Graphic: An Encyclopaedia of New Zealand 1966.

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This information was published in 1966 in An Encyclopaedia of New Zealand, edited by A. H. McLintock. It has not been corrected and will not be updated.

Up-to-date information can be found elsewhere in Te Ara.


HANSARD

The recording and publishing of speeches made in the Parliament of New Zealand has been official since 1867, when a staff of four reporters and an editor was appointed to report the proceedings of both Houses. In the earlier period, the only public record of speeches in Parliament were the rather scrappy – and sometimes unreliable – reports which were printed in various newspapers, and it was largely from these sources that five volumes were compiled to complete the record from the beginning of our Parliament in 1854 up to the year 1867.

In Britain at that time the speeches in both Houses of Parliament were printed and published in London by a private contractor, T. C. Hansard, under the title Hansard's Parliamentary Debates; hence parliamentary debates throughout most of the British Commonwealth are known as “Hansard”.

During the early development of the colony, some members felt that the publication of Hansard was an unnecessary extravagance, and from time to time motions for its abolition were debated in the House. When, however, the question was taken to a division on 6 August 1868, and again on 20 August 1884, the move to discontinue the report was decisively rejected.

Hansard does not contain all the words spoken in the House. Items of formal business are not referred to at all. Only a précis appears of the speeches made in Committee of Supply, and in Committee on Bills the report contains only motions proposed from the Chair. For those debates which are fully recorded, the duty of the reporting staff is to produce a report which, though not strictly verbatim, is substantially the verbatim report, with repetitions and redundancies omitted and with obvious mistakes corrected, but which on the other hand leaves out nothing that adds to the meaning of the speech.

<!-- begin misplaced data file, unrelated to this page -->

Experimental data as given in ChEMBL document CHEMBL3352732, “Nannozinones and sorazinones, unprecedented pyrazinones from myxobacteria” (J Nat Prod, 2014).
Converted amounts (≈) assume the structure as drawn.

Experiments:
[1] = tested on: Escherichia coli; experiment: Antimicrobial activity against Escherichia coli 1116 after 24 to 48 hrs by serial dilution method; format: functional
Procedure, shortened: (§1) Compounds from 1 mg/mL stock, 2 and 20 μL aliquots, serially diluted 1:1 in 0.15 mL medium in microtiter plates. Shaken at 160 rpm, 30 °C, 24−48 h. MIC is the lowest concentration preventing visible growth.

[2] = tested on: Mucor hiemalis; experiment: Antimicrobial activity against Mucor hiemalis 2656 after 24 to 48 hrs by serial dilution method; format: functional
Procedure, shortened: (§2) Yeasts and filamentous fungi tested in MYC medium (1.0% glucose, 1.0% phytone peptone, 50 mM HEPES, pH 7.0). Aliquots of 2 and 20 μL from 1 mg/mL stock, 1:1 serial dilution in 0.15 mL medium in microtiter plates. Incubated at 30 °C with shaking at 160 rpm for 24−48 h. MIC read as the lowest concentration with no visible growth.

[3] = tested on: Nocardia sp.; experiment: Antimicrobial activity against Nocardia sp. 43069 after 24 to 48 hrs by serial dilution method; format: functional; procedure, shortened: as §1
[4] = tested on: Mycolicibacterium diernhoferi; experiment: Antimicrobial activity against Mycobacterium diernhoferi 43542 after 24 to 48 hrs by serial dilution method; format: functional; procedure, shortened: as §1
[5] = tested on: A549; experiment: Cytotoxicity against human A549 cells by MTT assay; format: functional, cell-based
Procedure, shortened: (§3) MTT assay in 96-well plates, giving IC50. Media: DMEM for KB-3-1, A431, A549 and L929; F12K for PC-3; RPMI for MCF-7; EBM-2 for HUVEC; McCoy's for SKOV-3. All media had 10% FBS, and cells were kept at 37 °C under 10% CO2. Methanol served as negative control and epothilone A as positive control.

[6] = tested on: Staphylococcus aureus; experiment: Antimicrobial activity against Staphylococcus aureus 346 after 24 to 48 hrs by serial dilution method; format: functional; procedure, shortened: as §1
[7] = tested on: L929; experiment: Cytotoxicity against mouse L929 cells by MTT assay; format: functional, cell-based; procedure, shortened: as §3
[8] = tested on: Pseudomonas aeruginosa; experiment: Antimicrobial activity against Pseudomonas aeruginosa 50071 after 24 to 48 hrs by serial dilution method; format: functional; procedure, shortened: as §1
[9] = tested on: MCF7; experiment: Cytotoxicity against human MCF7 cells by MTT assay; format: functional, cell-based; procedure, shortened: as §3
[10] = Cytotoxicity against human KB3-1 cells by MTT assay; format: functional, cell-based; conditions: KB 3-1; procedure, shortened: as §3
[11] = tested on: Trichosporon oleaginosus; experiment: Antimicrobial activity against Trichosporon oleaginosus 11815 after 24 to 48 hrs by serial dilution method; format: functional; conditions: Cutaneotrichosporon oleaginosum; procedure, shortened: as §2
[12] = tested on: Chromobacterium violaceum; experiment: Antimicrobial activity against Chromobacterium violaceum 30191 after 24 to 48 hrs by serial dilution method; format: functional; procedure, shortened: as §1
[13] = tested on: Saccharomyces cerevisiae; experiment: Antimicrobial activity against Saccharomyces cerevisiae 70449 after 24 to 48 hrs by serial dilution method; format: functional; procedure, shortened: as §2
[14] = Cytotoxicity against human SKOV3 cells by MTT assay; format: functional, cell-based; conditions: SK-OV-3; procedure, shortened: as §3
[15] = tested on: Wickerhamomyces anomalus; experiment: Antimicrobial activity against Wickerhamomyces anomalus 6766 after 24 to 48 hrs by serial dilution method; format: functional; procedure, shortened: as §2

At the present time this task is carried out by an editor and eight reporters, with two editorial assistants and a number of typists. The reporters, who are seated at tables on the floor of the House, make a shorthand record of speeches, taking turns of 10 minutes. A transcript is then dictated, and the typed copy is available within an hour. It is delivered to members for verbal correction, and must be returned within 24 hours for printing. Hansard is printed and published by the Government Printer, booklets containing several days' speeches being available from one to three weeks after the words are spoken.

by Charles Philip Littlejohn, LL.B., Clerk of the Journals and Records, House of Representatives, Wellington.



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